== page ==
Stuck in ENP purgatory? An assessment of the EU’s external legitimacy mechanisms

EU3D Research Papers, No. 12, July 2021 (SSRN)

Magdalena Góra and Marcin Zubek


The EU is developing closer ties with some of its neighbours, creating various forms of external differentiated integration (EDI). Since these relations are continuously asymmetrical in terms of power, scholars raise the issue of how power and dominance feature in such structures. The main aim of this research paper is to investigate how, in the context of EDI, the EU creates structures in the framework of the European Neighbourhood Policy (ENP), and specifically the Eastern Partnership (EaP), that allow more participation and increasing input and throughput legitimacy for partner countries and their societies. Secondly, the research paper shows how political actors from partner countries perceive these structures and tools and what improvements they propose. This is done through analysis of the mechanisms and practices, which the EU is employing to improve participation and external legitimacy within the ENP. The research paper consists of a theoretical section, in which we examine the EU’s interdependence and EDI structures in the neighbourhood as well as using the concept of dominance to unpack its characteristics. This is followed by an analysis of external EU legitimacy and its indicators treated as a means to improve relations with the neighbours. In the empirical section, we identify and analyse selected mechanisms through which the EU is trying to improve its external legitimacy in the neighbourhood. We mainly look at two institutional tools: (1) consultations on the ENP reform and (2) the ENP Interparliamentary Assemblies (EuroNEST).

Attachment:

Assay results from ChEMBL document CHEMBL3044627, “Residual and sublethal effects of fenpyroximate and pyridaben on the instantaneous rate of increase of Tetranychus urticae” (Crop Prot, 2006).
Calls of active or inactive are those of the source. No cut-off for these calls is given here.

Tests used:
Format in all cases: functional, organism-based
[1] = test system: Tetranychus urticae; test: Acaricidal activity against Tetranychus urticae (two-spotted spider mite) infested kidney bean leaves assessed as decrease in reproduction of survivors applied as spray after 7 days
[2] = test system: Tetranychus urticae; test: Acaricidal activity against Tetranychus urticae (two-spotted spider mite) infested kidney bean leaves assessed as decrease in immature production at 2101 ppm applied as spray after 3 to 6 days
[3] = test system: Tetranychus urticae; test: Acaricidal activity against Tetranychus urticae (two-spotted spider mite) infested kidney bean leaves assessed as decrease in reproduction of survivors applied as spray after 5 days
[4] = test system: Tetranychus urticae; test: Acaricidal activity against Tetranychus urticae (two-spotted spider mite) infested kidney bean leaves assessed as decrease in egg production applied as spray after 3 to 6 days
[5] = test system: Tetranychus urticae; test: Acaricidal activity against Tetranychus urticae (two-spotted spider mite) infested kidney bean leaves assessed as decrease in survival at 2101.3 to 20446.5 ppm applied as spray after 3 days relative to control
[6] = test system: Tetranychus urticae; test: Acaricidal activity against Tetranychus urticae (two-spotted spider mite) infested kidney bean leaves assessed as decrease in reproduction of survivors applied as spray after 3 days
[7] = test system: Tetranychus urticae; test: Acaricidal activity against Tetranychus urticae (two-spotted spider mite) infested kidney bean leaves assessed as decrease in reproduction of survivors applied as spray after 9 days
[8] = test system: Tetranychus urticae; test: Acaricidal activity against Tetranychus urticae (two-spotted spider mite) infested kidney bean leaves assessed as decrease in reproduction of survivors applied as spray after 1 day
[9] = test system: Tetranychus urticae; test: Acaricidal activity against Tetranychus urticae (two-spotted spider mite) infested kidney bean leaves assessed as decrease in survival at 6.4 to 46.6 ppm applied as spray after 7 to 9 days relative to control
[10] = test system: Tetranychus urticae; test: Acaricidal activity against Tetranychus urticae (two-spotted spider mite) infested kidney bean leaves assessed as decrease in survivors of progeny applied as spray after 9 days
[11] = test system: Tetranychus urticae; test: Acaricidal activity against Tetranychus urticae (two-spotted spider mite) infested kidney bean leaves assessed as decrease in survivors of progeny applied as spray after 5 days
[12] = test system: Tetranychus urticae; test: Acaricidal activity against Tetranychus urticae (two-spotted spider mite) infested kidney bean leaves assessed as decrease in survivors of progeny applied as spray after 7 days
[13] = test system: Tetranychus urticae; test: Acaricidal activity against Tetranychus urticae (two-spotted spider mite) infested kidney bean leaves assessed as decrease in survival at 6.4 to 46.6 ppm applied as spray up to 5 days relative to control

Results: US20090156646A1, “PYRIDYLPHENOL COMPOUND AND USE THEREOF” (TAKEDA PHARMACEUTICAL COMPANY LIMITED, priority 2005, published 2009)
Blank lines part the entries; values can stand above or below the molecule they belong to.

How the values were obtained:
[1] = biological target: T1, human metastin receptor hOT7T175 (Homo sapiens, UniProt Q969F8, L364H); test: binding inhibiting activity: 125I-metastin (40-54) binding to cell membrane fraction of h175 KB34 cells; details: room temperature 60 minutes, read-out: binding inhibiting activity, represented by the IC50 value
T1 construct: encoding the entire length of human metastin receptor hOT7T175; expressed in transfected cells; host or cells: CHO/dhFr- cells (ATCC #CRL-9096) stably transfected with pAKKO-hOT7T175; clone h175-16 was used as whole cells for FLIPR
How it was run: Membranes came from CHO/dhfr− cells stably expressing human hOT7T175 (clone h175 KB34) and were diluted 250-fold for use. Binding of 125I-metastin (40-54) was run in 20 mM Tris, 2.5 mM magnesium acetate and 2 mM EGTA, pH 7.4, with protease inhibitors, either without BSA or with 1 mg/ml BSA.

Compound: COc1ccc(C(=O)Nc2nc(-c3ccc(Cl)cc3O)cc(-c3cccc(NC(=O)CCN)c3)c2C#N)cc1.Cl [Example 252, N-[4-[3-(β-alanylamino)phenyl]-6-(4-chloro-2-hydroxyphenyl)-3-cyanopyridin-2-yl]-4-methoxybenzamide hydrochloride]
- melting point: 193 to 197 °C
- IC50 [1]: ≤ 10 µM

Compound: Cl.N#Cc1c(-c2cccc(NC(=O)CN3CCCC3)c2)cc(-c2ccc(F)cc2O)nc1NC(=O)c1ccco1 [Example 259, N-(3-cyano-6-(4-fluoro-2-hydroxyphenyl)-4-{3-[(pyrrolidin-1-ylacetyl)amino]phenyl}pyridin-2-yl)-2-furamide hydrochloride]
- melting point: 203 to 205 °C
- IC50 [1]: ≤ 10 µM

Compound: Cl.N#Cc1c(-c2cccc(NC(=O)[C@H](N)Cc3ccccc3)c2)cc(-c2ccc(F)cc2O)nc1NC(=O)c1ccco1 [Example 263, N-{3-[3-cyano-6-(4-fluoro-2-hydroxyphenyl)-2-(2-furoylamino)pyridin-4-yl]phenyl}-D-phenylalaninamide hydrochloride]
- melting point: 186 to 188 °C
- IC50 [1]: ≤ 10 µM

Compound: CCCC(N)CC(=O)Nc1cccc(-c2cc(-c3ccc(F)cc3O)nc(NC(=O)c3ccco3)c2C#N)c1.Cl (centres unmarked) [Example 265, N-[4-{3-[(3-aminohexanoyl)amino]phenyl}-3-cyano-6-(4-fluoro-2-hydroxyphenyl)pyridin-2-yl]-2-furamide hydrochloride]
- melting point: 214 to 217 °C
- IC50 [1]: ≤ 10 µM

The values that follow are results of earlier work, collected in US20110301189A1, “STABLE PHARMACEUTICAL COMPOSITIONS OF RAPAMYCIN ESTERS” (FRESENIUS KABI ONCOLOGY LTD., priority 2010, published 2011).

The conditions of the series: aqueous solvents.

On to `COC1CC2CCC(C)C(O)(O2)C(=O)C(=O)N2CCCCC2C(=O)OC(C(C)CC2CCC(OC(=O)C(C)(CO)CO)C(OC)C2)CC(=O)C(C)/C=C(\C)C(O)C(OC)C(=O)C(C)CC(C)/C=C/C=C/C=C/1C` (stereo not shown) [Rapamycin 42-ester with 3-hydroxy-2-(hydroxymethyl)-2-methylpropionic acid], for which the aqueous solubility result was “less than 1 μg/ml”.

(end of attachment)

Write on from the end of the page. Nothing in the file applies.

Dominance, European Neighbourhood Policy, European Union, External differentiated integration, External legitimacy

By Magdalena Góra, Marcin Zubek
Published July 30, 2021 5:45 PM - Last modified Oct. 15, 2021 4:52 PM